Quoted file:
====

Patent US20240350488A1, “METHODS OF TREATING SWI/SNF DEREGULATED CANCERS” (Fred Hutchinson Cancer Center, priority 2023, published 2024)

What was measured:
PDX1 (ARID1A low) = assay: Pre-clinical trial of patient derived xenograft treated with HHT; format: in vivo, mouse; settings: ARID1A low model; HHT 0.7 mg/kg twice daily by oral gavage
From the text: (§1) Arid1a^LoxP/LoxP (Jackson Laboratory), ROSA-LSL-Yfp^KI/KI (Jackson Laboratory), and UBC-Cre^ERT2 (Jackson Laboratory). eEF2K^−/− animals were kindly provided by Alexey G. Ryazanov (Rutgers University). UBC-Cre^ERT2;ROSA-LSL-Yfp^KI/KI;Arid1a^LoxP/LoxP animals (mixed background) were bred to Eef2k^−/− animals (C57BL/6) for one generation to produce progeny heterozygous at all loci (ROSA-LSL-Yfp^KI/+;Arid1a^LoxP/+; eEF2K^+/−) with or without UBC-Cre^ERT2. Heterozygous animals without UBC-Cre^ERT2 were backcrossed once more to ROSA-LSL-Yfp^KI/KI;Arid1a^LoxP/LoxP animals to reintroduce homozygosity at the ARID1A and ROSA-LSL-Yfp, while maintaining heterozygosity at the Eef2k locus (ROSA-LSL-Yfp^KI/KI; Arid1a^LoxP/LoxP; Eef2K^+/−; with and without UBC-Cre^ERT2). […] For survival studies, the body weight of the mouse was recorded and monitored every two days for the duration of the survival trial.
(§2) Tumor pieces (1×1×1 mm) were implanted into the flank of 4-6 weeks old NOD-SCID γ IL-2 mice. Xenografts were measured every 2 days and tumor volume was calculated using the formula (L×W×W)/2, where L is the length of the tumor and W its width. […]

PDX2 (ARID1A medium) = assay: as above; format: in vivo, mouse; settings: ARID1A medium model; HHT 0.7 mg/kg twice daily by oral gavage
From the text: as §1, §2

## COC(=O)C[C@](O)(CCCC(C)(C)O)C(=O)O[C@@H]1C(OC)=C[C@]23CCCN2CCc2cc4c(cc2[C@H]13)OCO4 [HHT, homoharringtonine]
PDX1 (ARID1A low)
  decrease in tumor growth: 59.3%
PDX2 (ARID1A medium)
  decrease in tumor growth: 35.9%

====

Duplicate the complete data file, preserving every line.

Patent US20240350488A1, “METHODS OF TREATING SWI/SNF DEREGULATED CANCERS” (Fred Hutchinson Cancer Center, priority 2023, published 2024)

What was measured:
PDX1 (ARID1A low) = assay: Pre-clinical trial of patient derived xenograft treated with HHT; format: in vivo, mouse; settings: ARID1A low model; HHT 0.7 mg/kg twice daily by oral gavage
From the text: (§1) Arid1a^LoxP/LoxP (Jackson Laboratory), ROSA-LSL-Yfp^KI/KI (Jackson Laboratory), and UBC-Cre^ERT2 (Jackson Laboratory). eEF2K^−/− animals were kindly provided by Alexey G. Ryazanov (Rutgers University). UBC-Cre^ERT2;ROSA-LSL-Yfp^KI/KI;Arid1a^LoxP/LoxP animals (mixed background) were bred to Eef2k^−/− animals (C57BL/6) for one generation to produce progeny heterozygous at all loci (ROSA-LSL-Yfp^KI/+;Arid1a^LoxP/+; eEF2K^+/−) with or without UBC-Cre^ERT2. Heterozygous animals without UBC-Cre^ERT2 were backcrossed once more to ROSA-LSL-Yfp^KI/KI;Arid1a^LoxP/LoxP animals to reintroduce homozygosity at the ARID1A and ROSA-LSL-Yfp, while maintaining heterozygosity at the Eef2k locus (ROSA-LSL-Yfp^KI/KI; Arid1a^LoxP/LoxP; Eef2K^+/−; with and without UBC-Cre^ERT2). […] For survival studies, the body weight of the mouse was recorded and monitored every two days for the duration of the survival trial.
(§2) Tumor pieces (1×1×1 mm) were implanted into the flank of 4-6 weeks old NOD-SCID γ IL-2 mice. Xenografts were measured every 2 days and tumor volume was calculated using the formula (L×W×W)/2, where L is the length of the tumor and W its width. […]

PDX2 (ARID1A medium) = assay: as above; format: in vivo, mouse; settings: ARID1A medium model; HHT 0.7 mg/kg twice daily by oral gavage
From the text: as §1, §2

## COC(=O)C[C@](O)(CCCC(C)(C)O)C(=O)O[C@@H]1C(OC)=C[C@]23CCCN2CCc2cc4c(cc2[C@H]13)OCO4 [HHT, homoharringtonine]
PDX1 (ARID1A low)
  decrease in tumor growth: 59.3%
PDX2 (ARID1A medium)
  decrease in tumor growth: 35.9%